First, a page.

Horizon 2020 is the eighth phase of the Framework Programmes for Research and Technological Development (also called Framework Programmes; hence the project's alternative name of 'FP8'), funding programmes created by the European Union in order to support and encourage research in the European Research Area (ERA). It implements Europe 2020 and Innovation Union strategies. The programme runs from 2014–2020 and provides an estimated €80 billion of funding, an increase of 23 per cent on the previous phase.
The project became embroiled with the 2014 referendums held by Switzerland, which opted to impose a quota on immigration between that country and the EU. Switzerland, which maintains bilateral agreements with the EU, was intended to be a participant of Horizon 2020, but negotiations that would have ensured this were put on hold in the aftermath of the decision. Turkey joined this funding program. This funding programme also includes Israel, which joined after protracted negotiations about whether funding could be directed to projects beyond the Green Line; eventually the two parties agreed to disagree, and Israel published its views in an Appendix to the official documents. Open access is an underlying principle of Horizon 2020, intended to improve research results, create greater efficiency, improve transparency and accelerate innovation.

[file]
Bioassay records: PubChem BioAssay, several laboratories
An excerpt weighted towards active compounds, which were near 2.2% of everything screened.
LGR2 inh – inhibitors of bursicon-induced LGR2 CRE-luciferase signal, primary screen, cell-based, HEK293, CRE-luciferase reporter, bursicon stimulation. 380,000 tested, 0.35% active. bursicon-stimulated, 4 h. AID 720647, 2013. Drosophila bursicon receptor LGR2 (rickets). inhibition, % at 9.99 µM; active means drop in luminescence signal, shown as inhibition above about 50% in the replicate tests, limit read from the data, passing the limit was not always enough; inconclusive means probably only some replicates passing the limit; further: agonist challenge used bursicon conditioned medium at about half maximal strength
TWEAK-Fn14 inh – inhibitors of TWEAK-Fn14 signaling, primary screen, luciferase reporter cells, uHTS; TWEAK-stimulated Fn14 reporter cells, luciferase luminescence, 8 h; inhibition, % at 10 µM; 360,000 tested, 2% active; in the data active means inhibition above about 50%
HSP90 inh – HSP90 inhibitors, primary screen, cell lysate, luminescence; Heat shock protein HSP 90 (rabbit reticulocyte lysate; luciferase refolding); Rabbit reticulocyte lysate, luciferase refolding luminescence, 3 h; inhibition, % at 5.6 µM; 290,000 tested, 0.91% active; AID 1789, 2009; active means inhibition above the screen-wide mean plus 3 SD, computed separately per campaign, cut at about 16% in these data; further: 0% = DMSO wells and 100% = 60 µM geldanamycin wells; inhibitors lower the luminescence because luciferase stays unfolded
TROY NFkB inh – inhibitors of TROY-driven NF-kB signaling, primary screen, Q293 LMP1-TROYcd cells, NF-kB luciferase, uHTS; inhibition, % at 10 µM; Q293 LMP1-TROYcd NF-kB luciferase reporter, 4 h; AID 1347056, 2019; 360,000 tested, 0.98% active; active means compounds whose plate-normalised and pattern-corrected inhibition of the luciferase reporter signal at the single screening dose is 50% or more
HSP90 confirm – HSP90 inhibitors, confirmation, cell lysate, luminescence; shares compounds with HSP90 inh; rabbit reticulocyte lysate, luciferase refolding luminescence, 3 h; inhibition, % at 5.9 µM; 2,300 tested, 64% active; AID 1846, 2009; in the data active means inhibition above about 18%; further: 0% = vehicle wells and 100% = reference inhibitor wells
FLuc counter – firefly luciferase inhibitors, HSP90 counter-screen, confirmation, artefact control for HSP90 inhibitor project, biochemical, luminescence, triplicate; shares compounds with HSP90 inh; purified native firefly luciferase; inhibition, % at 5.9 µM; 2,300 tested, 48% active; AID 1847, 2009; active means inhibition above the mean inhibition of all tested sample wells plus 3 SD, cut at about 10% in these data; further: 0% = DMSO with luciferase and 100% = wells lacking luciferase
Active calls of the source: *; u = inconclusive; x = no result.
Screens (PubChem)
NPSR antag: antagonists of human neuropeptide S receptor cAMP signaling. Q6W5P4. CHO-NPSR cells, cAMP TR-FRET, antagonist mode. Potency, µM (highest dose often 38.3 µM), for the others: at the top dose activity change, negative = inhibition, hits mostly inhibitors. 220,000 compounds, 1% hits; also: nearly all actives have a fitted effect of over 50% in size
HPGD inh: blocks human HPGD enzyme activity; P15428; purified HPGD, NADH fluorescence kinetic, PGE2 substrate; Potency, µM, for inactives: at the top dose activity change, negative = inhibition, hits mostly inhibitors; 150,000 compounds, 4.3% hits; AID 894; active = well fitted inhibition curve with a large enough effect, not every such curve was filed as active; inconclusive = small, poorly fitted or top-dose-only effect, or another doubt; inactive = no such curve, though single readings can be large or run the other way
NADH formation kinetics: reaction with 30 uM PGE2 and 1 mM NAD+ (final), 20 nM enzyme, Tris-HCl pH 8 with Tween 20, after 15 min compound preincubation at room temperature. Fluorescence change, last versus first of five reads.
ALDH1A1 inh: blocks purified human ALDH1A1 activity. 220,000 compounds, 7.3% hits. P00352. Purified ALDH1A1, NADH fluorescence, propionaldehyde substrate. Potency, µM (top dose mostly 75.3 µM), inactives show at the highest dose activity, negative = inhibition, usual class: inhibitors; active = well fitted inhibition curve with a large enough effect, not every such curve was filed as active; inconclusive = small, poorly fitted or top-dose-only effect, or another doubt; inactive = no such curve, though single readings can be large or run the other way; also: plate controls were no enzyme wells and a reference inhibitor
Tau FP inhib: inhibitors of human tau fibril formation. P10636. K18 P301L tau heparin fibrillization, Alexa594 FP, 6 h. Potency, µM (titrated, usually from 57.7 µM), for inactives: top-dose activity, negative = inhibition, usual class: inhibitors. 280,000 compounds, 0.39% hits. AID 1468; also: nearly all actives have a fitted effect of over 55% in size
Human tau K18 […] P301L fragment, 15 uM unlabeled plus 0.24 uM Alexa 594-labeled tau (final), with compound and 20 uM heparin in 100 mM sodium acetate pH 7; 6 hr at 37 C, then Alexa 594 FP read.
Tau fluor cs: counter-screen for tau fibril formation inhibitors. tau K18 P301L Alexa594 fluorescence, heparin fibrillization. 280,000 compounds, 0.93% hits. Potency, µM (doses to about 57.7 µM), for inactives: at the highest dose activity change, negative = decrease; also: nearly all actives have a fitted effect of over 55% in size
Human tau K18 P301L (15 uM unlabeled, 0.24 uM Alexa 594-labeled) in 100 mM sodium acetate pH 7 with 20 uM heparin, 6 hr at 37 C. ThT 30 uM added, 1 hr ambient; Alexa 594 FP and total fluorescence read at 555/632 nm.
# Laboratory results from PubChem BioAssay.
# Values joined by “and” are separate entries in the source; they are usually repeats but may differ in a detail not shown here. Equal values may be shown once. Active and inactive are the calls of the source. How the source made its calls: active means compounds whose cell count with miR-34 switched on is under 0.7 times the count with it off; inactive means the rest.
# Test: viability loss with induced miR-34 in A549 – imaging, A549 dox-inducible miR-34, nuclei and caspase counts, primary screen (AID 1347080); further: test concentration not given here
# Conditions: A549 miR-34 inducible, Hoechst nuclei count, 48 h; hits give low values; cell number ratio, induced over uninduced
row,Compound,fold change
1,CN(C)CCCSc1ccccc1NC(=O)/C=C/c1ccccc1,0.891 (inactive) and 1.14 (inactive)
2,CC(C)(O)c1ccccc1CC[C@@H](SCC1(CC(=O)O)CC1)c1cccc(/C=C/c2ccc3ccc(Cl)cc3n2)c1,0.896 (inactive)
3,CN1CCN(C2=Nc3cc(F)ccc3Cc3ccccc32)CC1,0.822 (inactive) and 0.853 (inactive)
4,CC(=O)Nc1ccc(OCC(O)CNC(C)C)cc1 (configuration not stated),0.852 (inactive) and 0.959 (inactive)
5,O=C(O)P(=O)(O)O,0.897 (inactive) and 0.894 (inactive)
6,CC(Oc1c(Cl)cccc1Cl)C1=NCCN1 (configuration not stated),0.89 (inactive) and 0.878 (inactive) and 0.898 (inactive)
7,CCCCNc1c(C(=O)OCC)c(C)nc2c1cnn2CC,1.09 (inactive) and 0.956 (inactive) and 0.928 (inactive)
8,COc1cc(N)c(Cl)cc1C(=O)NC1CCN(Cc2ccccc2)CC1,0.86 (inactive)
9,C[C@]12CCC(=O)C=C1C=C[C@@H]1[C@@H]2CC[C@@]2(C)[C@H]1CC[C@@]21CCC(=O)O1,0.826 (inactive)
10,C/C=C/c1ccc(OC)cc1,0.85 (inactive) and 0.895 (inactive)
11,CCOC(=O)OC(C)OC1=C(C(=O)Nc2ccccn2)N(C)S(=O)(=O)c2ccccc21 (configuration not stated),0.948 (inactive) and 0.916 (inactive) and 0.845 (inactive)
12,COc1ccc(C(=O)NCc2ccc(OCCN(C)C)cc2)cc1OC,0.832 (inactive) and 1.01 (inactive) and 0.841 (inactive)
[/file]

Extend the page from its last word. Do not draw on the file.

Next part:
The programme consists of three main research areas that are called "pillars":
These technologies all have European technology platforms (ETP; fora for research communities to meet) with their respective strategic research agendas (SRA). Some technologies have long term funding instruments, such as joint technology initiatives (JTI). Some technologies are labelled key enabling technologies (KET).
This pillar contains special efforts to SME funding and gives also risk financing (2.8 billion euro) e.g. through loans of the European Investment Bank.
This pillar also funds themes names as "Science with and for society" (€0.5 billion) and "Spreading excellence and widening participation" (€0.8 billion).
The structure follows the previous framework programme (FP7, 2007-2013) to the level of the sub-programmes under the pillars. In the industrial pillar the goal is to find ways to modernize European industries that have suffered from a fragmented European market. In societal challenges the goal is implementation of solutions, less on technology development.
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